Mitchell Shire Council criticised over pound conditions, but has concerns of its own.CHALPAT SONTI April 9, 2014 3:26am
The treatment of a pig at the Mitchell Shire Council pound has kicked up a bit of a stink.
Broadford resident Ben Longden was exercising his dog on Broadford common recently when he saw what he described as a ‘‘stressed’’ pig at the pound.
‘‘We investigated and found the friendly young sow had no water to drink,’’ he said.
‘‘We also noticed that there was no self-filling water trough nearby and that she was entirely reliant on a tipped over bathtub for drinking water. The tub was full of sticky mud and had no plug to retain water.
‘‘We also noted that she had no food. While we gave her water and food we contacted the shire only to receive the answering service. While we were on the phone she drank at least 5
‘‘We fed and watered her the next day and found out from a nearby resident the sow had been there several days and that she had noticed council staff throw water into the muddy bathtub.’’
Mr Longden said the council was supposed to lead by example, but this was ‘‘a poor example of animal care’’ and he had reported it to the RSPCA.
But Mitchell Shire Council has concerns of its own.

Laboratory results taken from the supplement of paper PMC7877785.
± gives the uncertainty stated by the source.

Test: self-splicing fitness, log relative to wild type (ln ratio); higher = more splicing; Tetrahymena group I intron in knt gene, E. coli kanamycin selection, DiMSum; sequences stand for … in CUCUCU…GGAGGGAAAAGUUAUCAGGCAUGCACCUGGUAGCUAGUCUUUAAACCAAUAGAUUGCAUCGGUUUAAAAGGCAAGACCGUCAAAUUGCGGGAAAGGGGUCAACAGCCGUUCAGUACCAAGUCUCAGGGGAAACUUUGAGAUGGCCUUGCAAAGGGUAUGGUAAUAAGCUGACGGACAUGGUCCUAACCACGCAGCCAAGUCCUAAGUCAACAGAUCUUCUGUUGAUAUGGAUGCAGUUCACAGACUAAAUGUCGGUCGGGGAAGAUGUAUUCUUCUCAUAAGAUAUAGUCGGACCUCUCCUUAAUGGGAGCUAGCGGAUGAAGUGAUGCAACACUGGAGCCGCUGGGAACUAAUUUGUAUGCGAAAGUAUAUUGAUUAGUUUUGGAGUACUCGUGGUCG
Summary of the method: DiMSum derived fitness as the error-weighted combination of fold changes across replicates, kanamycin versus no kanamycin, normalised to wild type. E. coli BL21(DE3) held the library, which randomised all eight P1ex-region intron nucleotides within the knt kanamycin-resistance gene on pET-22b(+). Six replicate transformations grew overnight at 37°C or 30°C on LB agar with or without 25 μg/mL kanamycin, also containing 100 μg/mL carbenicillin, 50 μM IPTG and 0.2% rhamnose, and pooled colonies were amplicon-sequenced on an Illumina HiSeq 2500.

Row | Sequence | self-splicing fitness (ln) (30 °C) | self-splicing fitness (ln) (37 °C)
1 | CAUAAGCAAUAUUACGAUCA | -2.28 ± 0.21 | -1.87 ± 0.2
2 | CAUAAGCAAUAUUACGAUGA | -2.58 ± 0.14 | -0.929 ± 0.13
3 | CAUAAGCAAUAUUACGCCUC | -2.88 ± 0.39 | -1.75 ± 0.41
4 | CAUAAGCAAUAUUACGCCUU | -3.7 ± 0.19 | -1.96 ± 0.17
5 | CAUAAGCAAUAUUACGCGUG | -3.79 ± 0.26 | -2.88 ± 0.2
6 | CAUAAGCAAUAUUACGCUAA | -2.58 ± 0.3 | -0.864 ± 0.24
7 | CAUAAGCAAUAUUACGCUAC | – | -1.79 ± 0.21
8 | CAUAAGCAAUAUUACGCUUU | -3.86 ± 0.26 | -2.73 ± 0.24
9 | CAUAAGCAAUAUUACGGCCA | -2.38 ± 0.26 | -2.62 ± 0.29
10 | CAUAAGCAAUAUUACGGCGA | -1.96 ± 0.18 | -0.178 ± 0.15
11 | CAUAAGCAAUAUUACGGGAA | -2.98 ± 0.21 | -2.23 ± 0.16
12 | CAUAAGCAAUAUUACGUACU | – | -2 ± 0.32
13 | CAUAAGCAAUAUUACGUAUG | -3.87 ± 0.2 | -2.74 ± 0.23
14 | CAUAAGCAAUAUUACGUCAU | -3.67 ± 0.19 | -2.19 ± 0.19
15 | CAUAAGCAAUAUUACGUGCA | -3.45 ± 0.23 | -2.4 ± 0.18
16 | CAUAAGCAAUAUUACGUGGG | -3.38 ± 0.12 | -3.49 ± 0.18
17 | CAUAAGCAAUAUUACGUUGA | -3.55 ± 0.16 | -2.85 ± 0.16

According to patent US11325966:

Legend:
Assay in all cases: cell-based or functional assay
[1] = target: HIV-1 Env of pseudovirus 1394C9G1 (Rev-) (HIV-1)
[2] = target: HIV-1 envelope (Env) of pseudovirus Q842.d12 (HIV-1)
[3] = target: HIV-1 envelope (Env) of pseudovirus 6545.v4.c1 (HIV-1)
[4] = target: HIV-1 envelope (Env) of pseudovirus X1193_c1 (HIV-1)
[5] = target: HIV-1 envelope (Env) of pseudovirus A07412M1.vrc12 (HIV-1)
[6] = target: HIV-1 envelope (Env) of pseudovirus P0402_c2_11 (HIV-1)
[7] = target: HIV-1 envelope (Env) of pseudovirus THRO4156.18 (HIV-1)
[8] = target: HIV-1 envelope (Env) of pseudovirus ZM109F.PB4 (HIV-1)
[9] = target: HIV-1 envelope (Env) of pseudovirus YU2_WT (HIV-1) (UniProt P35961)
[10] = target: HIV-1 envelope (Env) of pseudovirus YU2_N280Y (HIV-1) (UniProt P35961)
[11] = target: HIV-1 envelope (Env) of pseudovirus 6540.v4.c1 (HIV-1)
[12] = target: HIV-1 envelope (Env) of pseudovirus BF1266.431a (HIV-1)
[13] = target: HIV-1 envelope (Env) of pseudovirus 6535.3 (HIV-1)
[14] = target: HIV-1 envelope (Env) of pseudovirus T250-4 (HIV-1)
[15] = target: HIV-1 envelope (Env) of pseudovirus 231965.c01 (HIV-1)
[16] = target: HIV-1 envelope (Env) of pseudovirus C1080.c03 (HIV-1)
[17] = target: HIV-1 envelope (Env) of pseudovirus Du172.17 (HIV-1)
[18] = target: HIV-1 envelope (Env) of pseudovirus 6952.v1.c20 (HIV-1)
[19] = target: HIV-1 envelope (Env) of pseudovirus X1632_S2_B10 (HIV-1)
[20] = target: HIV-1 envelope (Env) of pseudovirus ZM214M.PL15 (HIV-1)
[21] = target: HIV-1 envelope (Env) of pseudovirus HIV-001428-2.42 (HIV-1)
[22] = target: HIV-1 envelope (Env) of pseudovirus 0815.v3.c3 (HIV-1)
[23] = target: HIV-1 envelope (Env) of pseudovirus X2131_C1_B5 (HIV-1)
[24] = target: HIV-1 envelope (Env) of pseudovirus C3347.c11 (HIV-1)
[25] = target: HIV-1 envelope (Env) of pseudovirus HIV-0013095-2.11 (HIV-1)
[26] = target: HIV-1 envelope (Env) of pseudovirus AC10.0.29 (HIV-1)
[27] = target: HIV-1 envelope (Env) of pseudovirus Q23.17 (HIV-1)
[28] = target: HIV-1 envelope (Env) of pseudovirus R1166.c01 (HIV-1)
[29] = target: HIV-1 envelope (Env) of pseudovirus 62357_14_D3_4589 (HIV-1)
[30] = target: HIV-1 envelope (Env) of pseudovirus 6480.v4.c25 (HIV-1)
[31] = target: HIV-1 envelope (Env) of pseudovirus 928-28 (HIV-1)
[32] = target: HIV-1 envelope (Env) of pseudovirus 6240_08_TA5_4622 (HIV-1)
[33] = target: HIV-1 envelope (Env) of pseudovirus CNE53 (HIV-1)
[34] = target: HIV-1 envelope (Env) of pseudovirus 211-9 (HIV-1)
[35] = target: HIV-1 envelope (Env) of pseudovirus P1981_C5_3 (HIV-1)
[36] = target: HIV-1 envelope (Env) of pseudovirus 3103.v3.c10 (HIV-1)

Corporate services director Tammi Rose said someone had interfered with other livestock over that weekend by opening all of the internal gates within the livestock yard, allowing all impounded livestock to intermingle.
‘‘Apart from the immediate danger to the person concerned, because there is currently a bull impounded, concern is raised as all livestock must be contained separately for their own health and wellbeing,’’ she said.
‘‘It should also be noted that it is an offence to interfere with livestock impounded by council under the Impounding of Livestock Act 1994 attracting a maximum penalty of ($2880).’’
The pig was initially found in the Wandong area, either abandoned or lost, Ms Rose said.
‘‘On several occasions since the pig’s arrival at the livestock pound buckets have been in place for water, but the sow enjoys stepping into and muddying up the water and has destroyed the buckets.’’
A resident contacted the council through its Facebook page on the day after Mr Longden saw the pig, in regards to the water.
Ms Rose said the council was concerned that residents/passers-by claim to be feeding the pig, ‘‘but we are concerned that the food provided may not be suitable for the health and wellbeing of the pig’’.
Officers were investigating a new style of containers and had responded by implementing heavy-duty recycled rubber tyre buckets to hold water to minimise the opportunity for the sow to soil it.
Officers also engaged Edgars Mission to hold the sow for the duration of her statutory stay with the council and she was relocated on Thursday.
The council had a pound attendant for the care of impounded animals daily. Officers also attended if further attention was required.
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